"They Throw Kids on the Ground, Put Guns to Their Heads" -- The Horrors Unleashed by Police Militarization
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EARLY IN THE MORNING OF SEPTEMBER 13, 2000, AGENTS from the DEA, the FBI, and a Stanislaus County, California, narcotics task force conducted raids on fourteen homes in and around Modesto—the culmination of a nineteen-month investigation. One of the homes was that of Moises Sepulveda and his family. According to the Los Angeles Times, the DEA and FBI asked that the local SWAT teams enter each home unannounced in order to secure the area ahead of the federal agents, who would then come to serve the warrants and search for evidence. Federal agents warned the SWAT teams that the targets of the warrants should be considered armed and dangerous. When local police asked if there were any children in the Sepulveda home, the feds answered, “Not aware of any.”
There were. Moises Sepulveda had three children—a daughter and two sons. After the police forcibly entered the Sepulveda home, Moises, his wife, and his children were ordered to lie face-down on the floor with their arms outstretched. They were then told to remain still as officers pointed guns at their heads. Eleven-year-old Alberto was doing just that—lying still under the gun of Officer David Hawn. But shortly after the raid began, Hawn’s gun went off. The boy died instantly.
There were no drugs or guns in the Sepulveda home. A subsequent internal investigation by the Modesto Police Department found that the DEA’s evidence against Moises Sepulveda—who had no previous criminal record—was “minimal.” The city of Modesto and the federal government settled a lawsuit brought by the Sepulvedas for the death of their son for $3 million.
In response to the incident, California attorney general Bill Lockyer assembled a blue ribbon commission to review the procedures, guidelines, and performance of the state’s hundreds of SWAT teams.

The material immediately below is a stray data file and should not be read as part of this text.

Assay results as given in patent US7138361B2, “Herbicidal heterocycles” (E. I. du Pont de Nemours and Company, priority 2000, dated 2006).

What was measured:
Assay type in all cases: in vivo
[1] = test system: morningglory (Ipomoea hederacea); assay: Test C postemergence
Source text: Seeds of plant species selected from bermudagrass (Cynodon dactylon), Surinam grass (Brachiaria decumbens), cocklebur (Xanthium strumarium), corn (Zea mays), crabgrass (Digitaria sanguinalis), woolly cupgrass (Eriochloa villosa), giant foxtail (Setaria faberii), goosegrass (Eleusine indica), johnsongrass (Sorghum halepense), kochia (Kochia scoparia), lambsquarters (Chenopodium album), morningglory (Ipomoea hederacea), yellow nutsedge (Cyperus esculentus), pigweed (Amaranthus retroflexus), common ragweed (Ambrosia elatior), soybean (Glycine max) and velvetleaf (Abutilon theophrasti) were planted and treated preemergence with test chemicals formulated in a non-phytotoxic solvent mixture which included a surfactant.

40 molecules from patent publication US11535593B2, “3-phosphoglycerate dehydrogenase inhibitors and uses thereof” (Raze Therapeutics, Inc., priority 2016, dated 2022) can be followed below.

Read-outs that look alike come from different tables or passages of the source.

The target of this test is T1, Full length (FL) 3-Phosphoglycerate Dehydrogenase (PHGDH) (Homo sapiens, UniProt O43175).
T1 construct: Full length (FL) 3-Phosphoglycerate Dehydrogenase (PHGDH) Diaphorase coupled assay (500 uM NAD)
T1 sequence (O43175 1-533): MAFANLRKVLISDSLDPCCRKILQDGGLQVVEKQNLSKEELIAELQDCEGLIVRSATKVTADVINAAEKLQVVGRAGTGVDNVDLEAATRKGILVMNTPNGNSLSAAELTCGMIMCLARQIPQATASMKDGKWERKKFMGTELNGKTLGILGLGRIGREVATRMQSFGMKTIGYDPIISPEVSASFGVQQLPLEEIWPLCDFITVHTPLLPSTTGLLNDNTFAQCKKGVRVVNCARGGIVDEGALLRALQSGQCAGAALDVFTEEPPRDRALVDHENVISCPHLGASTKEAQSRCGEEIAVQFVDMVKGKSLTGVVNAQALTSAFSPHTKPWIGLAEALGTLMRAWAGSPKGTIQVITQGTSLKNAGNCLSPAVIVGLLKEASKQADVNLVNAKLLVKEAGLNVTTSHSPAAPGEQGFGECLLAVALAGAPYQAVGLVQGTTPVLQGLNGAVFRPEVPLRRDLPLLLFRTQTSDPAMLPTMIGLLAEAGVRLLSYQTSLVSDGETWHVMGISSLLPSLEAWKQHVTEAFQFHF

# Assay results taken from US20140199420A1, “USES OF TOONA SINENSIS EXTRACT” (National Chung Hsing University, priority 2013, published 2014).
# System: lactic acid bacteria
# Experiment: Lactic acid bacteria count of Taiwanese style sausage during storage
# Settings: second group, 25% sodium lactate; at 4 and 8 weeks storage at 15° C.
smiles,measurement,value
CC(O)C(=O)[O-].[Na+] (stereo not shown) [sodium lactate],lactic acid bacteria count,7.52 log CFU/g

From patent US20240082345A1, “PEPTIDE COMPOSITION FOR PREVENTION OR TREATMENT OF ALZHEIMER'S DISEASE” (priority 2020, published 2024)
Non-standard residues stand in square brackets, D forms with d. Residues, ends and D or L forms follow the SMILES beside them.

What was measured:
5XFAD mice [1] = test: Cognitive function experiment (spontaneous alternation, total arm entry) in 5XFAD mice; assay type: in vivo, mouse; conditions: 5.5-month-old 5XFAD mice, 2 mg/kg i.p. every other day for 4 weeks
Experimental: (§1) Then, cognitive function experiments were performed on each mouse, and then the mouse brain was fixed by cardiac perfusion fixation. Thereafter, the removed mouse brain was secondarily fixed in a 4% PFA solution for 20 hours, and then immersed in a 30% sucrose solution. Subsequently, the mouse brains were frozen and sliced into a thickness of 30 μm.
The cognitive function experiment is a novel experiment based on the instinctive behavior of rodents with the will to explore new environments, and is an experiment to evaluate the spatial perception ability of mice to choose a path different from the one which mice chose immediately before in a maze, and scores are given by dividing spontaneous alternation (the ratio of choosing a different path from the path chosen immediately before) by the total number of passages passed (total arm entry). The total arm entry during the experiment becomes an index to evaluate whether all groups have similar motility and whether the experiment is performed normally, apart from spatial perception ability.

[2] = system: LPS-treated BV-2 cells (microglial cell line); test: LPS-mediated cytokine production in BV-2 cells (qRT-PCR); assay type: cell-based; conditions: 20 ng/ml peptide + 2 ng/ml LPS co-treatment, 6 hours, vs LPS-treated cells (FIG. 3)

The Modesto Bee reported in 2001 that the commission would look at the way SWAT teams were deployed, the use of intimidating clothing and equipment, and, in the words of one commissioner, the “overbearing-type attitudes” of SWAT teams.
Unsurprisingly, the commission found that while SWAT teams were generally justified, defended, and regarded as responders to emergency situations like hostage crises and terror attacks, they were most commonly being used to serve drug warrants. Nevertheless, the panel’s final recommendations did little to address the number of SWAT teams, how they were being used, or police militarism in general. The panel’s chief complaint was that SWAT teams were undertrained and underfunded, suggesting that local, state, and federal government should be throwing more funding and resources at SWAT teams, not less. The other recommendations consisted largely of standardizing procedures, definitions, and guidelines and communicating better with the public. The commission didn’t address any of the more urgent problems that had plagued the state’s SWAT teams over the previous twenty years, such as SWAT teams launching raids based on uncorroborated tips from informants, asset forfeiture incentivizing the use of aggressive policing, or prosecutors and judges neglecting their duty to scrutinize the warrants authorizing these violent raids.
In the end, even if every SWAT team in the state had implemented the panel’s recommendations (and they were by no means obligated to), it’s unlikely that much would have changed. In fact, if the suggestions had been implemented in the 1990s, it seems unlikely that they would have prevented the death of Alberto Sepulveda, the reason for Lockyer’s panel in the first place.
Back in the early 1970s, nationwide outrage over a series of wrong-door drug raids had inspired furious politicians to hastily call congressional hearings; as a consequence, the law that had authorized those raids was repealed. Now, in 2000, an eleven-year-old boy had just been obliterated at close range with a shotgun as his parents and siblings lay on the ground beside him. And even that wasn’t enough to stop his own town from discontinuing the aggressive tactics that caused his death. The mistakes, the terrorizing of innocents, and the unnecessary fatalities would continue.